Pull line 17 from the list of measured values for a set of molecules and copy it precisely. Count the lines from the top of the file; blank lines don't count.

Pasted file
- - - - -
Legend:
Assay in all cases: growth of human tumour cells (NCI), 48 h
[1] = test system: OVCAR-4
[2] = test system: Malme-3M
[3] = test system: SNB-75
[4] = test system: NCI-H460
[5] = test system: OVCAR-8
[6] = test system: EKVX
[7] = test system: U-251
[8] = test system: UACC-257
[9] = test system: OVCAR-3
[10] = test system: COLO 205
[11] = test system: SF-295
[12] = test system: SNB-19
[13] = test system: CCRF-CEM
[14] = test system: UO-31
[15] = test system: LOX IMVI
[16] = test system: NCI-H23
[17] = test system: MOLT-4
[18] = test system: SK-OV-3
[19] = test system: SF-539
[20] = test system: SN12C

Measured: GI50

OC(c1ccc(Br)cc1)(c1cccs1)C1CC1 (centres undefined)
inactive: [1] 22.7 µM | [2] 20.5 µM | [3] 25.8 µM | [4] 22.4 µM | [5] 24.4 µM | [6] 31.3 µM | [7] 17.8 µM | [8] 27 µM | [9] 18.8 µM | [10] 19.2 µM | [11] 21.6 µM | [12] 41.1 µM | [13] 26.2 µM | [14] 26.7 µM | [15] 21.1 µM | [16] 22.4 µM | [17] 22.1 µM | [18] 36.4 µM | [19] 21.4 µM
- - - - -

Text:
[15] = test system: LOX IMVI